Understand the threats
EDITOR'S NOTE: Jonathan Bilyk is a freelance writer.
In recent years, few threats have imperiled the safety and security of banks and other financial services businesses as greatly as those posed by cybercriminals.
In this Q&A, Tim Young, director of information technology and cloud operations for OnCourse Learning, outlines some of the more common types of cyber threats facing businesses today. He also discusses ways financial institutions can mitigate risks and better protect themselves and their customers.
Every minute we are seeing about half a million attack attempts in cyberspace. With the average revenue per victim increasing dramatically over the past years, this is becoming big business for threat actors.”
— Tim Young, director of IT and cloud solutions for OnCourse Learning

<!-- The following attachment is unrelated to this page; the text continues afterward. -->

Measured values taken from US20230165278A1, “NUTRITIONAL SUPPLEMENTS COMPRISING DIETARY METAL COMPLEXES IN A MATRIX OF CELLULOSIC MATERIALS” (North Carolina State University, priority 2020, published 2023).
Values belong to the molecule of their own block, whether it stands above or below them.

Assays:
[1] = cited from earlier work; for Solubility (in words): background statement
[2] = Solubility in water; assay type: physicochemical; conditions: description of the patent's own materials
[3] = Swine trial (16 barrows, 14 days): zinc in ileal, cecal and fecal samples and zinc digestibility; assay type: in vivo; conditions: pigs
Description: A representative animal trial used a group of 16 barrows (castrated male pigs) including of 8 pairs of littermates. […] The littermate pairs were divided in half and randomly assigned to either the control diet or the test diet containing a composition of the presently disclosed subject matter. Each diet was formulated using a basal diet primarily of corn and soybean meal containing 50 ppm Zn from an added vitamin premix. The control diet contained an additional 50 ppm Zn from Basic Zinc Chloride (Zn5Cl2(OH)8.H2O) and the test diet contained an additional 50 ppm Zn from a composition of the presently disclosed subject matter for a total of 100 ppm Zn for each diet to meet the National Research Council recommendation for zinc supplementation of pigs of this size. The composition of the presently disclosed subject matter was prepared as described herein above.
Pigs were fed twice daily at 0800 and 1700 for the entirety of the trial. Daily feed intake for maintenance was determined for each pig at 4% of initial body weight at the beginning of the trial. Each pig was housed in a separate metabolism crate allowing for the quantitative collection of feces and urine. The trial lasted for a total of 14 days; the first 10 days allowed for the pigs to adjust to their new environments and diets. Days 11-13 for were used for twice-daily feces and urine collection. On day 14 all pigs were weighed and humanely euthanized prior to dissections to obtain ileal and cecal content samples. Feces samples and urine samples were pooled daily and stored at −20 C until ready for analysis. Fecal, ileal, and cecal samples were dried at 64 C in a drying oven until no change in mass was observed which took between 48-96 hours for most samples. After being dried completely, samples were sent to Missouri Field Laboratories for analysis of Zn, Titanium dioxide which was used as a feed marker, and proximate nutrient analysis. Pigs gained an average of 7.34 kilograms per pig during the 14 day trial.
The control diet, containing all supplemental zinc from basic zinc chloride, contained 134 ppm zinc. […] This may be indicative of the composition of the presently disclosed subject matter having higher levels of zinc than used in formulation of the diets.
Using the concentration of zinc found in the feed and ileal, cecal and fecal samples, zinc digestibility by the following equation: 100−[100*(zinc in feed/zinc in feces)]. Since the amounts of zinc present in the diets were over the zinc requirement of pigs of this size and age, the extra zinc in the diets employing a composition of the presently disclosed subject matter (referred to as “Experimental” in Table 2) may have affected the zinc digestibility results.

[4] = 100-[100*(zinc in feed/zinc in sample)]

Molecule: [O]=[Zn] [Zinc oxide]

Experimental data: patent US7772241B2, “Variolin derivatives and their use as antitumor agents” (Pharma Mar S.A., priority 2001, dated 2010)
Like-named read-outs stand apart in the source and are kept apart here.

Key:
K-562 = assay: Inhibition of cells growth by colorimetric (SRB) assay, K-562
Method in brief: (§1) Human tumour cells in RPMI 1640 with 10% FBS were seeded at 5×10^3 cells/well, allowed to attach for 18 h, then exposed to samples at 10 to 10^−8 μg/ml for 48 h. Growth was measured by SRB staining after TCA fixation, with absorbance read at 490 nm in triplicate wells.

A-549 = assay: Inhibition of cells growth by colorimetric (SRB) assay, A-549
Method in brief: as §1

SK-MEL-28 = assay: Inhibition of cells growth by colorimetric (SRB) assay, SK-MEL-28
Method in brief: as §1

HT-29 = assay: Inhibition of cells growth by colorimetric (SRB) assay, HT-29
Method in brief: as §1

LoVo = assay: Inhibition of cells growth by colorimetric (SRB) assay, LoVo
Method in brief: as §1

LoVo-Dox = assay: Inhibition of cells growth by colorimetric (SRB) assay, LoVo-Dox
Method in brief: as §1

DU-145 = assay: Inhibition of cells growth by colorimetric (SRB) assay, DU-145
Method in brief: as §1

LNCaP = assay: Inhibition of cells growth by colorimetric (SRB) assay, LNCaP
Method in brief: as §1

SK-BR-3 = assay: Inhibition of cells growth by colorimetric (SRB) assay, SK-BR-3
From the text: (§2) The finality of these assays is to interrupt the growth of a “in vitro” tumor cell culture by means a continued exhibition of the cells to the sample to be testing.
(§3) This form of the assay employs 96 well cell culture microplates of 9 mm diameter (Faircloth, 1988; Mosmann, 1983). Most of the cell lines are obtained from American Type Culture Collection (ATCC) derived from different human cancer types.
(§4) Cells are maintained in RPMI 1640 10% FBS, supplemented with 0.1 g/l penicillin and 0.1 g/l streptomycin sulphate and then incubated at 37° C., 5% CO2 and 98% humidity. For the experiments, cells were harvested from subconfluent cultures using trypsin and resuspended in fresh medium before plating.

OnCourse Learning offers a variety of compliance and training solutions for the financial services industry.
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Q: What do you see as some of the greatest cyberthreats facing financial institutions and other businesses?
Q: Expand on what you mean by “social engineering.”
Q: What are some of the more common attacks institutions see?
Q: Are large or smaller institutions at greater risk? Are most institutions up-to-date with cybersecurity and technology?
Q: How do you foresee the cyberattack threat evolving in coming years?
Q: What steps can financial institutions take to protect themselves against cyberthreats?
Q: Should cyber training be part of a comprehensive compliance training program?
Q: What are the tips you could offer to people employed at financial institutions and other businesses to help them avoid becoming victims of an attack?